Truck accidents send thousands of victims to emergency rooms in Texas with serious and sometimes fatal injuries each year. Many of these accidents are traced back to poor truck maintenance and mechanical failures, including brake failure. If you get injured in an accident involving an 18-wheeler in San Antonio, contact the San Antonio truck accident lawyers at the Law Offices of Maloney & Campolo to discuss your legal options.

Brake Failure Is the Number One Truck-Related Crash Factor

According to a report by the Federal Motor Carrier Safety Administration – the federal authority in charge of enforcing commercial trucking safety regulations – almost 30 percent of fatal and injury crashes that involve large trucks are due to truck brake problems. This is the most common truck-associated crash factor. Brake problems can refer to part or component issues, brake defects, brakes that are out of adjustment, brake pads that need to be replaced, and total brake failure.

Commercial trucks rely on their brakes to bring the large and heavy vehicles to a stop in the proper amount of time to avoid collisions. In general, 18-wheelers use air brake systems, which are viewed as the preferred design for larger vehicles. These brakes use compressed air instead of hydraulic brake fluid. Proper brake installation, use and maintenance are critical for the safe and correct operation of a big rig’s brakes. Even a minor issue with the brakes could lead to a devastating truck accident.

Why Do Brakes Fail On 18-Wheelers?

Brake failure for a large truck can be catastrophic. A truck driver who cannot stop an 18-wheeler may lose control of the vehicle and careen off the road, resulting in a fixed-object collision or truck rollover accident. Runaway trucks may also crash into other vehicles, causing severe rear-end collisions, override accidents, multi-vehicle collisions, chain reaction accidents and highway pileups.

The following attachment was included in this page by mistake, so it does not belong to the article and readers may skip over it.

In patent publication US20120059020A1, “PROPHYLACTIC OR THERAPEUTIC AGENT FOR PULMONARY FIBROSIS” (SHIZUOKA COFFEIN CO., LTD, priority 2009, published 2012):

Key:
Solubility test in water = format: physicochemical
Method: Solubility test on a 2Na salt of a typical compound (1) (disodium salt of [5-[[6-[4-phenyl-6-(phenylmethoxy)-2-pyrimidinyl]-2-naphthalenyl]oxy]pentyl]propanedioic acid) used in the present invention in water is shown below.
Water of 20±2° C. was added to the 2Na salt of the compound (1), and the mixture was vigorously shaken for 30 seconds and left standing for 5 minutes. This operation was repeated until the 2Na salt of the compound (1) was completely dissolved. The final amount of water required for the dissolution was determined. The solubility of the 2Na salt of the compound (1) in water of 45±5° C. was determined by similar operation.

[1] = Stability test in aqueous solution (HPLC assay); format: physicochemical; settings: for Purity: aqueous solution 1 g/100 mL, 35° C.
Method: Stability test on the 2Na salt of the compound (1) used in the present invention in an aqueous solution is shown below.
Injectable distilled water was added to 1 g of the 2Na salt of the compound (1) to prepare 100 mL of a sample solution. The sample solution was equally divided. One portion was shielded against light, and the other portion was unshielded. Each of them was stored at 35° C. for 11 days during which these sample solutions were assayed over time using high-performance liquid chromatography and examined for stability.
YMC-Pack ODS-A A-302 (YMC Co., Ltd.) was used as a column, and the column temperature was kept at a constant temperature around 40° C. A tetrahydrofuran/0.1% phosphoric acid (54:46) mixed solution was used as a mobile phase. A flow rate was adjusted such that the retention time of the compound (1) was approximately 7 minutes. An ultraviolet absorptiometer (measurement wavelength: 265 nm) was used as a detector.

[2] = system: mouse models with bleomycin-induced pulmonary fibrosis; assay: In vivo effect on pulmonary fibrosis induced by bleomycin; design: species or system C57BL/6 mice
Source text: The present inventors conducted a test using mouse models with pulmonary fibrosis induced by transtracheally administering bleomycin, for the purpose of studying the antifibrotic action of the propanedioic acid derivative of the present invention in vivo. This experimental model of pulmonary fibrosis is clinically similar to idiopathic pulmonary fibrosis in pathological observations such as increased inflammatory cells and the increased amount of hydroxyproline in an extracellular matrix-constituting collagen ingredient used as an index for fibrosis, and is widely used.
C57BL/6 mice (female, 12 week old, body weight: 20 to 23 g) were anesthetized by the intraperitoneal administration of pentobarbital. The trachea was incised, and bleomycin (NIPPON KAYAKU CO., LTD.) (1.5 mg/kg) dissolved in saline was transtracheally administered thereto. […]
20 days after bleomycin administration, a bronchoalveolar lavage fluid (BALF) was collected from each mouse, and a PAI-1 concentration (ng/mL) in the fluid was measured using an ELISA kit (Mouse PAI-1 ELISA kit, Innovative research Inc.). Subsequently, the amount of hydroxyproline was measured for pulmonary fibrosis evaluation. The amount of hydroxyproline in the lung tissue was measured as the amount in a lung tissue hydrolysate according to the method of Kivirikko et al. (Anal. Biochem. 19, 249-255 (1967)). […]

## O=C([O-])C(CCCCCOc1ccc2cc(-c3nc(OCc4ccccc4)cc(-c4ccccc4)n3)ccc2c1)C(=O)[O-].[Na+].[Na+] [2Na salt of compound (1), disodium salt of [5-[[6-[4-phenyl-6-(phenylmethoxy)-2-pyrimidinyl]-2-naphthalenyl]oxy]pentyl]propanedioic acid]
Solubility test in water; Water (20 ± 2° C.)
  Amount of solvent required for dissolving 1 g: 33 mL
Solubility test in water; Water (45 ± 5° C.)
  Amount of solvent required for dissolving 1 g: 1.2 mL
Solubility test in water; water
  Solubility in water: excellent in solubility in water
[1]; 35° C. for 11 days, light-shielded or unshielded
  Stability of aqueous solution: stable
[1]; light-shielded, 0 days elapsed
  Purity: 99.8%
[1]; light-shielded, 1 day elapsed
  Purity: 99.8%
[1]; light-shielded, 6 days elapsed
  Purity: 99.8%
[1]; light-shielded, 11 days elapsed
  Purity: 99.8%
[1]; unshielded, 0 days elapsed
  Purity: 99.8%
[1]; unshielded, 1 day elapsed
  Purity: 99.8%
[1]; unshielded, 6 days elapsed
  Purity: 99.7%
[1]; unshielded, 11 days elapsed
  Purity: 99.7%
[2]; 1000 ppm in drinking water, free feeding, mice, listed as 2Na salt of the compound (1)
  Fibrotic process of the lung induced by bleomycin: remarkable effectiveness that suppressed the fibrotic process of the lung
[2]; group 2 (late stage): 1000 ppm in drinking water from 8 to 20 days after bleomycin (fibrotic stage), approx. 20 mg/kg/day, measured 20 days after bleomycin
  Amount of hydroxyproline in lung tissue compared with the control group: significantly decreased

Large truck brake failures can be traced back to many causes, including:

  • Poor truck maintenance. The brakes are considered a critical area of an 18-wheeler, meaning they are subject to thorough federal inspection requirements. A lack of inspections, maintenance or repairs by a trucking company could lead to brakes that are in a state of disrepair or need to be replaced.
  • Overuse of brakes by the driver. Hydraulic brakes work using a compressor that places air pressure on the brakes to stop the vehicle. If a truck driver overuses the brakes, the air can be drained from the compressor faster than it is replenished. This can lead to total brake failure and a runaway truck – an especially common risk when traveling downhill.
  • Truck part defects. Some truck brake failures are due to defective or dangerous brake components. Defective brakes have manufacturing, design or production defects that make them unreasonably unsafe for consumer use. Defective brakes may experience malfunctions or breakdowns in transit due to faulty parts.

An overloaded truck could also experience brake failure due to too much weight putting pressure on the brake system. A driver may not be able to stop a truck that has been overloaded beyond its capacity.

Who Is Responsible for a Truck Accident Caused By Brake Failure?

Texas is a fault state. This means that after a truck or automobile accident, the person or party most at fault for causing the crash will be responsible for paying for victims’ medical bills and property damage. After a truck accident that is caused by brake failure, an investigation will be done to determine why the brakes failed.

With this information, one or more parties can be held responsible, such as the trucking company, truck owner/operator, maintenance crew, cargo company or brake manufacturer. Determining the cause of an 18-wheeler’s brake failure is something that an attorney can help you with as an injured truck accident victim in Texas. For more information about liability for a brake-failure truck accident, contact us for a free consultation.